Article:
Client Personality Disorders Can Wreck An Otherwise Good Case
10-12% of the US population suffers from a serious, diagnosable personality disorder which subtly impairs their judgement and overall ability to cope.8 min read
10-12% of the US population suffers from a serious, diagnosable personality disorder which subtly impairs their judgement, relationships with others, and overall ability to cope. Lawyers, as a group, have not been trained to detect the presence of such disorders, and several lines of evidence suggest that an inordinate amount of ligitation is generated by and on behalf of individuals with these disorders; often with disastrous consequences for everyone involved.
What Are Personality Disorders?
Personality disorders are NOT psychotic disorders like schizophrenia or manic-depressive disorder, nor are they simply mild situational "disorders" that will respond to brief counseling. Personality Disorders involve an ingrained set of disordered traits that exhibit themselves in consistent behavior which causes serious difficulties for the patient and surrounding others, including litigants and attorneys.
Problematic Personality Disorders
Particularly problematic (and common) are two specific Personality Disorders which are subsumed under DSM-IV's unstable/acting-out group. This group includes Borderline Personality Disorder (BPD) and Anti-Social (formerly Psychopathic) Personality Disorder (ASPD). Individuals with these disorders are characterized by a manipulative, dramatic, and self-absorbed approach to coping with life and its problems. Both disorders are believed to stem from an interaction of genetics and childhood/adolescent experiences, and they are seen in all walks of life, across all ethnic and income groups, and in both the successful and the functionally debilitated. Incidence of Borderline Disorder is slightly higher in females, while Anti-Social Disorder is more common in males.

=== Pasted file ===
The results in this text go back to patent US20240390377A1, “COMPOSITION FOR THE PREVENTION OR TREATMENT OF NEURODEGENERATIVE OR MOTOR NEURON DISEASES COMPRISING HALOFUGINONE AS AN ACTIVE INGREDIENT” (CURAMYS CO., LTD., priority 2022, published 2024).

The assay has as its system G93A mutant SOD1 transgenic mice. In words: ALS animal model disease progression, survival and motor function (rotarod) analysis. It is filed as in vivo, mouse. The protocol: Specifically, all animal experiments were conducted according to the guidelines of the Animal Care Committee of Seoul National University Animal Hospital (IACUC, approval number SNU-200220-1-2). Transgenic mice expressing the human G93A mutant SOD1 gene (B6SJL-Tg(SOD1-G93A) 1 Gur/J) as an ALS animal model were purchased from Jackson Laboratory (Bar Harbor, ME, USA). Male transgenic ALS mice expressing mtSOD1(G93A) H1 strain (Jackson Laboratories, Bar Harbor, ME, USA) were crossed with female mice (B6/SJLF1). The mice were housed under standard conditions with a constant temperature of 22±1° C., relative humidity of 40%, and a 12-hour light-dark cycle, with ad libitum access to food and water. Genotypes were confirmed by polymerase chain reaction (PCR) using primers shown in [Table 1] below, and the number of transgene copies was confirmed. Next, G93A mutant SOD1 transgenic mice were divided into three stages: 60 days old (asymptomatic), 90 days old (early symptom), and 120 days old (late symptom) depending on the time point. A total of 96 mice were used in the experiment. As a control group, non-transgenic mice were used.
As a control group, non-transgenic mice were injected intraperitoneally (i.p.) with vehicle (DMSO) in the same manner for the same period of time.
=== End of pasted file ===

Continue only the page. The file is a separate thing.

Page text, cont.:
Borderline Personality Disorder
Individuals with Borderline Personality Disorder (BPD) are characterized by a common set of behavior and emotional patterns that include chronic rage, reckless and impulsive acts, a strong tendency to see people and events as all good vs. all bad, rapid mood reactivity (they love you one day, hate you, vengefully, the next), and pre-occupation with being abandoned. We frequently see frivolous malpractice actions filed by such people--after they inevitably become dissillusioned with their doctors (usually because they feel abandoned when the doctor expresses disapproval at their calling repeatedly, or otherwise fails to respond to their every demand). Then, the person with BPD focuses their life-long rage on the frequently surprised doctor.
Similarly, we sometimes see work site litigation in which an individual with BPD feels "abandoned" (for usually minor reasons) by a boss or co-worker and then copes with emotional pain by claiming to have been harrassed, abused, or even physically injured. All involved are shocked and surprised.